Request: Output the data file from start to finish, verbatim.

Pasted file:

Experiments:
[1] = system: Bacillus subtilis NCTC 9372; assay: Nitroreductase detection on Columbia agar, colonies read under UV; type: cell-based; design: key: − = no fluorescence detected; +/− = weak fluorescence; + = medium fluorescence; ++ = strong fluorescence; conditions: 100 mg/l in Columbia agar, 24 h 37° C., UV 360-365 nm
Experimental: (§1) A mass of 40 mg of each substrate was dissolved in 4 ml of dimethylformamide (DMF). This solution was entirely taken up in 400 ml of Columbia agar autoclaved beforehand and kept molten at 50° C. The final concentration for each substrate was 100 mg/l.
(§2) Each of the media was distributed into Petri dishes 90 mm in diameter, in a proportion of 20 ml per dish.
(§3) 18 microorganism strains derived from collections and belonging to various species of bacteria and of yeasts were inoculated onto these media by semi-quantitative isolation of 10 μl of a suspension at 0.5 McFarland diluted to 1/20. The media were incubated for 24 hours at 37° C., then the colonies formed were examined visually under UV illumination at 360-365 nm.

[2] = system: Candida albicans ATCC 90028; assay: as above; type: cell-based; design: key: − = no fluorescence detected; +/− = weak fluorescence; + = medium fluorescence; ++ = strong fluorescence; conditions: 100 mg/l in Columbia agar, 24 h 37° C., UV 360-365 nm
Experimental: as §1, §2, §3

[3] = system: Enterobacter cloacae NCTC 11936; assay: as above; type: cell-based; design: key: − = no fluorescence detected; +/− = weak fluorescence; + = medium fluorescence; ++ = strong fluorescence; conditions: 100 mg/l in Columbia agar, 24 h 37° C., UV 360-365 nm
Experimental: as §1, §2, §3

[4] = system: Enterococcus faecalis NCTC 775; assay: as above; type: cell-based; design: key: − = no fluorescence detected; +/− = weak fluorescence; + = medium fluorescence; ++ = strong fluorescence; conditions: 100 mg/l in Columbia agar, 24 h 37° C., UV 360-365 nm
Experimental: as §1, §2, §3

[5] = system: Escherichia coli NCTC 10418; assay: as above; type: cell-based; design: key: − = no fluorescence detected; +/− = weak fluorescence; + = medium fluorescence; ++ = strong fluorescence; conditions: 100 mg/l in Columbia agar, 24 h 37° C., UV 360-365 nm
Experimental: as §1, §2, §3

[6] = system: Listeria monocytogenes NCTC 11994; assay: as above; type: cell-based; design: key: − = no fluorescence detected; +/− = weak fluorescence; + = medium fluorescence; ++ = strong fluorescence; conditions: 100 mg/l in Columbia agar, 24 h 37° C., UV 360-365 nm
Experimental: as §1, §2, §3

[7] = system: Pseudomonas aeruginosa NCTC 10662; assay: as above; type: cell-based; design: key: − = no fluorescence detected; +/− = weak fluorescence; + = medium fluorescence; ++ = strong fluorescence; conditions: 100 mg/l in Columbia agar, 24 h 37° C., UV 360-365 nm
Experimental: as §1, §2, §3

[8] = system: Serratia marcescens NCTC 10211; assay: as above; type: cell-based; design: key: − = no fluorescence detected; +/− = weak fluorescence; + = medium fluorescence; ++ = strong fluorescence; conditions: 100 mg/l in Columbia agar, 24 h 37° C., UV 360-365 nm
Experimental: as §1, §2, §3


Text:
Experiments:
[1] = system: Bacillus subtilis NCTC 9372; assay: Nitroreductase detection on Columbia agar, colonies read under UV; type: cell-based; design: key: − = no fluorescence detected; +/− = weak fluorescence; + = medium fluorescence; ++ = strong fluorescence; conditions: 100 mg/l in Columbia agar, 24 h 37° C., UV 360-365 nm
Experimental: (§1) A mass of 40 mg of each substrate was dissolved in 4 ml of dimethylformamide (DMF). This solution was entirely taken up in 400 ml of Columbia agar autoclaved beforehand and kept molten at 50° C. The final concentration for each substrate was 100 mg/l.
(§2) Each of the media was distributed into Petri dishes 90 mm in diameter, in a proportion of 20 ml per dish.
(§3) 18 microorganism strains derived from collections and belonging to various species of bacteria and of yeasts were inoculated onto these media by semi-quantitative isolation of 10 μl of a suspension at 0.5 McFarland diluted to 1/20. The media were incubated for 24 hours at 37° C., then the colonies formed were examined visually under UV illumination at 360-365 nm.

[2] = system: Candida albicans ATCC 90028; assay: as above; type: cell-based; design: key: − = no fluorescence detected; +/− = weak fluorescence; + = medium fluorescence; ++ = strong fluorescence; conditions: 100 mg/l in Columbia agar, 24 h 37° C., UV 360-365 nm
Experimental: as §1, §2, §3

[3] = system: Enterobacter cloacae NCTC 11936; assay: as above; type: cell-based; design: key: − = no fluorescence detected; +/− = weak fluorescence; + = medium fluorescence; ++ = strong fluorescence; conditions: 100 mg/l in Columbia agar, 24 h 37° C., UV 360-365 nm
Experimental: as §1, §2, §3

[4] = system: Enterococcus faecalis NCTC 775; assay: as above; type: cell-based; design: key: − = no fluorescence detected; +/− = weak fluorescence; + = medium fluorescence; ++ = strong fluorescence; conditions: 100 mg/l in Columbia agar, 24 h 37° C., UV 360-365 nm
Experimental: as §1, §2, §3

[5] = system: Escherichia coli NCTC 10418; assay: as above; type: cell-based; design: key: − = no fluorescence detected; +/− = weak fluorescence; + = medium fluorescence; ++ = strong fluorescence; conditions: 100 mg/l in Columbia agar, 24 h 37° C., UV 360-365 nm
Experimental: as §1, §2, §3

[6] = system: Listeria monocytogenes NCTC 11994; assay: as above; type: cell-based; design: key: − = no fluorescence detected; +/− = weak fluorescence; + = medium fluorescence; ++ = strong fluorescence; conditions: 100 mg/l in Columbia agar, 24 h 37° C., UV 360-365 nm
Experimental: as §1, §2, §3

[7] = system: Pseudomonas aeruginosa NCTC 10662; assay: as above; type: cell-based; design: key: − = no fluorescence detected; +/− = weak fluorescence; + = medium fluorescence; ++ = strong fluorescence; conditions: 100 mg/l in Columbia agar, 24 h 37° C., UV 360-365 nm
Experimental: as §1, §2, §3

[8] = system: Serratia marcescens NCTC 10211; assay: as above; type: cell-based; design: key: − = no fluorescence detected; +/− = weak fluorescence; + = medium fluorescence; ++ = strong fluorescence; conditions: 100 mg/l in Columbia agar, 24 h 37° C., UV 360-365 nm
Experimental: as §1, §2, §3